Sunday, 30 October 2022

First Real Outing with the OM-1

 


OM-1, 12-40 f2.8 Pro mkII


First off, I didn’t realize that I actually bought my OM-1 on OM System Day, OMDS’s apparently annual celebration of the OM System on October 27th. Just a neat coincidence.

One of the things that made me seriously reconsider sticking with Sony was Nick Page’s recent musings about his experience with his A7RIV’s robustness in difficult conditions, as well as quality of life items. He’s currently testing out an EOS R5 system as his A7RIV is pretty much dead from sealing-related failures and he doesn’t see a major upgrade on this aspect for the A7RV. Given I never quite trusted the Sony body in this aspect, I tend to agree with him here and I also wonder if in the back of my mind a lack of trust in the robustness of the body was been an inhibitor for me in getting out more with the A7RIV. Nick noted that for all the pre-release content for the A7RV, there was a serious lack of Landscape shooters involved in the launch and postulated that this group had increasingly left the A7R series behind because of a lack of robustness in the field.


Getting back to my actual shooting, I shot around 350 shots yesterday with the OM-1, all over Eastern Ontario. Got both a sunrise and sunset, I do like fall and winter for making that practical without noon naps. Sunrise was in Cobourg and Sunset near Portland, ON on Big Rideau Lake. The shot above was on Highway 2A east of Cobourg as I made my way towards the Bay of Quinte and the Loyalist Parkway. 

I tested out LiveND mode, got High-Res (regular, not Hand-Held), HDR and AE bracketing all sorted the way I wanted and just played with the camera a fair bit. Overall the first impressions were decidedly positive, with minimal fighting of the camera once I figured out that LiveND mode required the camera to be set to M mode (in true Olympus fashion, it told me clearly I was in the wrong Shooting Mode, but skipped the ‘set to M mode’ info I needed). I do wish that bracketing modes could stack with computational modes though, especially High-Res, as I do want to bracket those when possible.

LiveND works very well on a tripod, but is not really a handheld mode right now unless you have a 12-100IS, because you NEED SyncIS to be able to viably handhold these exposures. The IBIS is really good on the OM-1, but it’s not ‘reliable 2S exposure’ good without SyncIS. Note SyncIS is the linked IBIS+Lens IS mode available on mostOlympus IS lenses (pretty much any Oly/OMDS IS lens except the 100-400), however there’s only one wider lens with IS, the 12-100, all the others currently are long telephotos. The other thing I found with LiveND is the results don’t HDR stack well, although I suspect that’s a Lightroom limitation more than anything else, it’s not handling in-frame blur well.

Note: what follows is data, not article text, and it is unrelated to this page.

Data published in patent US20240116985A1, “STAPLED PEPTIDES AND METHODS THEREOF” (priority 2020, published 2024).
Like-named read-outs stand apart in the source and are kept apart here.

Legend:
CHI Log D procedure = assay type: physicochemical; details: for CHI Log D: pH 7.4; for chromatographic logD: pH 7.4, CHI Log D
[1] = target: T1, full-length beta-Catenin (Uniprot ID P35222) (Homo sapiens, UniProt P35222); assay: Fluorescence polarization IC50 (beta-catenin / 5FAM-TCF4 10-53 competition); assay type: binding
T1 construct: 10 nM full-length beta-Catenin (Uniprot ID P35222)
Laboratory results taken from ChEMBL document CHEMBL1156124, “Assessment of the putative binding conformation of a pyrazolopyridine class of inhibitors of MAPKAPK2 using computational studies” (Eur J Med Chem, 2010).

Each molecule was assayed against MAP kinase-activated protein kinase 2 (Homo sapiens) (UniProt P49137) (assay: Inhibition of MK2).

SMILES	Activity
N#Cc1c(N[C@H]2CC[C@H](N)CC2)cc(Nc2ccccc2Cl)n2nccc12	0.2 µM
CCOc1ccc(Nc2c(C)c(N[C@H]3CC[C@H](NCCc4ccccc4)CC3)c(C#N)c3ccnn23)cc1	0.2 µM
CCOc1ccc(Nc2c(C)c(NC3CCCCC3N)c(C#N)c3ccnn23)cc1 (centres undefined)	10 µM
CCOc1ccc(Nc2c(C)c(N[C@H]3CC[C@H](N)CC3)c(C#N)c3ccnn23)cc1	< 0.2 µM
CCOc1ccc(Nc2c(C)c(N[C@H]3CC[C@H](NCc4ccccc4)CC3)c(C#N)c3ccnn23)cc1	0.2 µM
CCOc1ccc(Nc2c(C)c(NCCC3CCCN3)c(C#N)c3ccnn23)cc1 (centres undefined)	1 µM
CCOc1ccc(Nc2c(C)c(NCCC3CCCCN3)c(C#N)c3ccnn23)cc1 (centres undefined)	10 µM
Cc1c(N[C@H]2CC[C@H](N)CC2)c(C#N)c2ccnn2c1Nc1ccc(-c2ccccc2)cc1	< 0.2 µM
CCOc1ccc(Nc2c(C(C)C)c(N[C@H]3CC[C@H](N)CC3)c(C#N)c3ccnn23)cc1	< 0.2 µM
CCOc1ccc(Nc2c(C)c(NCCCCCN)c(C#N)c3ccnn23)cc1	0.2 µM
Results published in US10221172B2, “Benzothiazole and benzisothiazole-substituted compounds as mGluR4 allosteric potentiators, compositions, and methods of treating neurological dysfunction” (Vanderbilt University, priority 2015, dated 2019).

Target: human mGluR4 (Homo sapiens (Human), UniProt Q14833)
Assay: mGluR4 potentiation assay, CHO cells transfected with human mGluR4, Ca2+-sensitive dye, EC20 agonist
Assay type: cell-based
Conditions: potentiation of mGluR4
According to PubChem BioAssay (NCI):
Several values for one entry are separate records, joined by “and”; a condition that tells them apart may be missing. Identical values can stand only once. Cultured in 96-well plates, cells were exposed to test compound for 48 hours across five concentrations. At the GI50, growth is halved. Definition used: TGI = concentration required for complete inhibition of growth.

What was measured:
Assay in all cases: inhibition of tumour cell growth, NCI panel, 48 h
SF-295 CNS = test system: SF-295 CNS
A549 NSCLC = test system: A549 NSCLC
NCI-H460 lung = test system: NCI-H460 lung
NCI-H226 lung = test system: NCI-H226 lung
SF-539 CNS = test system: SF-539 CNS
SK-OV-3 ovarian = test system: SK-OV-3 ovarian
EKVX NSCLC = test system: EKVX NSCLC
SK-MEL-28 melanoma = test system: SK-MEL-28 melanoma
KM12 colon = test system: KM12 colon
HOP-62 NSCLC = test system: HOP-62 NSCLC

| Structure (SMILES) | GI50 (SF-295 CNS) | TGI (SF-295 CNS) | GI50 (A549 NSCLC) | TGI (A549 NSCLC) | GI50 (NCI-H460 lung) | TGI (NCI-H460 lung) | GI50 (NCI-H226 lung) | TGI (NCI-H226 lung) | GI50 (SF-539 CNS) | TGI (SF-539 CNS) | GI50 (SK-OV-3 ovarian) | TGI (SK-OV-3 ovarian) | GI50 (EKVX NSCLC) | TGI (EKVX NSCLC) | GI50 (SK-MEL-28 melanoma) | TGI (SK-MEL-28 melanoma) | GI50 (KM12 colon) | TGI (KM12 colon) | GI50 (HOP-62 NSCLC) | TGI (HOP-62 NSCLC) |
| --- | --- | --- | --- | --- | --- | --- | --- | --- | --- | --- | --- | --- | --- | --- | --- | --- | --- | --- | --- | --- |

The other modes worked as expected. I was happy to figure out that AE bracketing was burst by default (what I prefer), which makes bracketing wildly easier than on the A7RIV. Push a button, get the burst. Hold down the button to change settings. That beats the already good Sony experience of selecting a drive mode (from the approximately 672 drive modes available, on Sony practically everything is a drive mode), drilling down if you want to change the settings, then confirming and shooting. The Sony experience is better than it sounds, the OM-1 is literally press a button and shoot, allowing me to switch back and forth instantly. I had no idea life could be this good (I don’t think that was possibly on my older bodies, aside from maybe the E-M1.2 which I had only briefly). The E-M5.2 let me select HDR this way, but not AE IIRC, although I could just have never figured it out.

I’ve actually assigned specific buttons to each of the 4 main functions I use (AE bracketing, HDR, High-Res and LiveND). Two are on the front (HDR and LiveND) and two on the top (AE Bracketing on the +/- button, as I put Exposure Comp on a dial for AE modes, HR on the Movie button which I essentially never use). 

The much hyped Menu update both is and isn’t a big deal. It’s cleaner for sure and super easy to navigate, but the excessive use of obtuse iconography to reduce the need to localize, the often lousy descriptions and the lack of any real touch integration all rankle a bit. I haven’t found the 1 fish/3 fish setting yet…. It’s pretty, but some language improvements and adding real touch integration would be nice. On the flip side the command dials are really well integrated, which makes using the menu extremely fast once you figure out that the front dial pages though categories and the back dial between tabs in each category.

Otherwise I really do like the camera overall. I would have swapped Delete/Play and Menu/Monitor though, the left side of the body is over-supplied with buttons that I’d like the option of triggering one-handed. 

Card performance is excellent, I was never waiting unlike on the A7RIV, although file sizes are also about 1/4 of the A7RIV sizes which simplifies things and makes my high-end UHS-1 cards more viable and largely eliminates the need for UHS-II cards unless you are shooting high-end video or action/wildlife. There probably will be a 128GB UHS-II V90 card in my future at some point though, just to make 4K video and 50fps continuous modes viable.

The OM-1 EVF is remarkably better than the A7RIV, despite the specs being almost identical. Chalk that up to Sony’s generally poor EVF implementations, they almost always end up with the worst results from a given panel. However it’s not blackout free unless you are using the high-speed drive modes (20+fps), even with electronic shutter enabled there’s blackout at low drive speeds.

Other little things: The grip is a nicer shape than the A7RIV, I still prefer the left-side lens release of Nikon/Canon/m43 over the right lower release of E, X and K mounts. The selectable lock for the mode dial is nice, I still don’t like the left-side power switch that dates back to the film OM’s, but Quick Sleep makes up for that, I just don’t have to flip the power switch anywhere near as much on the OM-1 as I did on older bodies (aside from the E-M1.2 which had Quick Sleep too). Battery is huge (both physically and in capacity) and charges fast on USB-C PD so long as your adapter does 27+W, that almost makes up for no included charger. It’s  nice to have flip/twist back. I still need to sort my focus assist setup. Probably going to drop the HDR mode for peaking on a button. I still don’t know why OMDS just doesn’t allow you to have Peaking always on when in MF mode rather than tying it to a button or focus ring movement.